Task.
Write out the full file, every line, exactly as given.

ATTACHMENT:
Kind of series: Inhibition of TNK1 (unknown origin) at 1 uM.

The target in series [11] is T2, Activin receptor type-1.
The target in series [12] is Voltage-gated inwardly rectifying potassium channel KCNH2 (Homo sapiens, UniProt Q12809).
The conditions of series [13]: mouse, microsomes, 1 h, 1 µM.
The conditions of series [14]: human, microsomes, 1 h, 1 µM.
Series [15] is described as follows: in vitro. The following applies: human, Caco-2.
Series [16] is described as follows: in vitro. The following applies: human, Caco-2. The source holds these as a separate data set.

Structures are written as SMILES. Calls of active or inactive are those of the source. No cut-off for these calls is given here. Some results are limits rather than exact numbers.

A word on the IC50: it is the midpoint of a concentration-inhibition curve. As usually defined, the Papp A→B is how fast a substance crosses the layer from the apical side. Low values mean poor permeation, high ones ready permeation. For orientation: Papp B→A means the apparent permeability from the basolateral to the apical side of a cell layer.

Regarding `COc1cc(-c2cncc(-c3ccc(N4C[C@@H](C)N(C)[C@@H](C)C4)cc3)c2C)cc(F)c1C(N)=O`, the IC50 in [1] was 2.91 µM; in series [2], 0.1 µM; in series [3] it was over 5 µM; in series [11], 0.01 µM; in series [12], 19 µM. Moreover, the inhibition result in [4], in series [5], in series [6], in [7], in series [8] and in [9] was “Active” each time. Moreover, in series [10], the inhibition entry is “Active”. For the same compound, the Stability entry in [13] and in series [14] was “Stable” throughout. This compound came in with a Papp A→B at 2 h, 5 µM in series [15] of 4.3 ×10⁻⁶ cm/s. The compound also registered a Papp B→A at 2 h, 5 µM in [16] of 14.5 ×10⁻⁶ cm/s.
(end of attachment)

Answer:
Kind of series: Inhibition of TNK1 (unknown origin) at 1 uM.

The target in series [11] is T2, Activin receptor type-1.
The target in series [12] is Voltage-gated inwardly rectifying potassium channel KCNH2 (Homo sapiens, UniProt Q12809).
The conditions of series [13]: mouse, microsomes, 1 h, 1 µM.
The conditions of series [14]: human, microsomes, 1 h, 1 µM.
Series [15] is described as follows: in vitro. The following applies: human, Caco-2.
Series [16] is described as follows: in vitro. The following applies: human, Caco-2. The source holds these as a separate data set.

Structures are written as SMILES. Calls of active or inactive are those of the source. No cut-off for these calls is given here. Some results are limits rather than exact numbers.

A word on the IC50: it is the midpoint of a concentration-inhibition curve. As usually defined, the Papp A→B is how fast a substance crosses the layer from the apical side. Low values mean poor permeation, high ones ready permeation. For orientation: Papp B→A means the apparent permeability from the basolateral to the apical side of a cell layer.

Regarding `COc1cc(-c2cncc(-c3ccc(N4C[C@@H](C)N(C)[C@@H](C)C4)cc3)c2C)cc(F)c1C(N)=O`, the IC50 in [1] was 2.91 µM; in series [2], 0.1 µM; in series [3] it was over 5 µM; in series [11], 0.01 µM; in series [12], 19 µM. Moreover, the inhibition result in [4], in series [5], in series [6], in [7], in series [8] and in [9] was “Active” each time. Moreover, in series [10], the inhibition entry is “Active”. For the same compound, the Stability entry in [13] and in series [14] was “Stable” throughout. This compound came in with a Papp A→B at 2 h, 5 µM in series [15] of 4.3 ×10⁻⁶ cm/s. The compound also registered a Papp B→A at 2 h, 5 µM in [16] of 14.5 ×10⁻⁶ cm/s.